Former “SpongeBob SquarePants” storyboard artist John Trabbic III had just gotten a greenlight from Nickelodeon for his own animated series, “Middlemost Post,” about a rain cloud that just wants to make everyone happy, when the coronavirus pandemic hit, forcing Nick to close the studio’s doors and send all its artists home. 

But instead of putting production on “Middlemost Post,” or most of its other animated shows, on hold, Nick brass outfitted the staffs with the tools they’d need to keep working.

“The leadership at the studio and on the shows really took the bull by the horns and pivoted very quickly, giving everyone the support they needed to work from home pretty effectively,” says Ramsey Naito, Nick’s exec VP of production and development. “There’s no question that there have been challenges, but the resilience, the determination, the passion for what everybody does really shows, because we’re 100% working from home.”

Naito says things started out with a lot of trial and error, logistically, “but we really pulled it together within a couple of weeks. We got computers out the door to everyone who needed them,” making sure everyone had VPN connections, troubleshooting internet problems and ensuring teams could stay in contact. 

It seems to be working. Between 17 and 25 shows are currently in production remotely. Not only that, but Nick is adding workers. “We’ve hired 60-plus people over the last nine weeks, all remotely,” Naito says. Some of those folks are working on “Middlemost Post.”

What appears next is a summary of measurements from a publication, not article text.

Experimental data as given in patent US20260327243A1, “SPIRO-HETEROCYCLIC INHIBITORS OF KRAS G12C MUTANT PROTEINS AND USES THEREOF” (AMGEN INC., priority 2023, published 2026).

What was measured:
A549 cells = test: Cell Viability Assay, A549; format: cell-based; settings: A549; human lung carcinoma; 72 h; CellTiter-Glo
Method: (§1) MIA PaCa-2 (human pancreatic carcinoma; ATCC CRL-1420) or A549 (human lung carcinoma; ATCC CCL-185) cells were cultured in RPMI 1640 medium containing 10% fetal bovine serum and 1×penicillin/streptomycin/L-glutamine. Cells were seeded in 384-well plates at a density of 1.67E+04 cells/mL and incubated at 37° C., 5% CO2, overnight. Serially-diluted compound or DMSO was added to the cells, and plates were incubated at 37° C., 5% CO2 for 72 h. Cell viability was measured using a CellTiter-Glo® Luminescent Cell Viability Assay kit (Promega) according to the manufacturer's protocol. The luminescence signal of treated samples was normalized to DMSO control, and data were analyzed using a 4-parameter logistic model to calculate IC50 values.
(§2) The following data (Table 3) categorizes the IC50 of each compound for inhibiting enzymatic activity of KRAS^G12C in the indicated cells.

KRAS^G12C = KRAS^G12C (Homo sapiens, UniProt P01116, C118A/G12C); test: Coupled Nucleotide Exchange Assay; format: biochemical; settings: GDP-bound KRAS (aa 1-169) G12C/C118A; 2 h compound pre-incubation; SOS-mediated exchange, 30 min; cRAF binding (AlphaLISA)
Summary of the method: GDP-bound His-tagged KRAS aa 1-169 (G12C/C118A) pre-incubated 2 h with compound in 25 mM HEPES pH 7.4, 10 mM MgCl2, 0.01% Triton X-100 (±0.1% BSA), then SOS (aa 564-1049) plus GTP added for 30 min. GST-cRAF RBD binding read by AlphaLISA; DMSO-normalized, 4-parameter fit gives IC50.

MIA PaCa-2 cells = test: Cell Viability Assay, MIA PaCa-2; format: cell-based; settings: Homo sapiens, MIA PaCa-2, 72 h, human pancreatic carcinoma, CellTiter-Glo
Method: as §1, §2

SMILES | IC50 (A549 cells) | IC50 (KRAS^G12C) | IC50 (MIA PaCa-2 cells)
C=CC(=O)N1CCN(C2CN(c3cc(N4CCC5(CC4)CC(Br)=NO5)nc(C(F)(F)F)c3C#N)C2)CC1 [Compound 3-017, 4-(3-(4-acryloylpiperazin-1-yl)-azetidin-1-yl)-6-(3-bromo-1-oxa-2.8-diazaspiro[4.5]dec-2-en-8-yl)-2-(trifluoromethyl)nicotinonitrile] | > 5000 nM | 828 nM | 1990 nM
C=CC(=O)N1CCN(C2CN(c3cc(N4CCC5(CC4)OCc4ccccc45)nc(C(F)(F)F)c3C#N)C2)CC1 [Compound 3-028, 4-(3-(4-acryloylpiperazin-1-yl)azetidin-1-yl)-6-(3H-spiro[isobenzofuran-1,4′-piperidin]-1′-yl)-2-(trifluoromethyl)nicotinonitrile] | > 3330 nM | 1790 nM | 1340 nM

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Creator John Trabbic III, left, and writer and co-executive producer Dave Johnson work from home on their new Nickelodeon show “Middlemost Post,” which was recently greenlit for 20 episodes just before the coronavirus quarantine order. Courtesy of John Trabbic III and Dave Johnson/Nickelodeon

It was just Trabbic and writer and co-executive producer Dave Johnson at first. “I think our actual start date was about a week before quarantine,” Trabbic recalls. “Then we started hiring people, and the show was birthed in quarantine.” Adds Johnson: “I have a staff of writers that literally haven’t met each other in real life, and we’re two months in.” 

They may not have met in person, but the writers and artists are getting a good start on the show’s first episodes. Nickelodeon has ordered 20 half-hour installments, which it hopes to air sometime next year. 

Along with Parker J. Cloud, an exuberant rain cloud that helps deliver mail for the Middlemost Post Office, the show features rule-abiding mailman Angus and their pet walrus, Russell. “It’s a chance for us to just let our imaginations go wild,” Trabbic says.

“This show, when [Trabbic] first pitched it to us, just was so unique,” Naito says. “It had all the qualities we look for. It was character driven. It had an ensemble that illustrated a really comedic relationship, with a backdrop that was fun and exciting. [And] it really feels original.” 

Adds Johnson: “Parker is just a kid who’s learning life, but he [wears his] emotions on his sleeve, and because he’s a cloud, he’s pliable and can transform.”

The animators at Nick know exactly how Parker feels.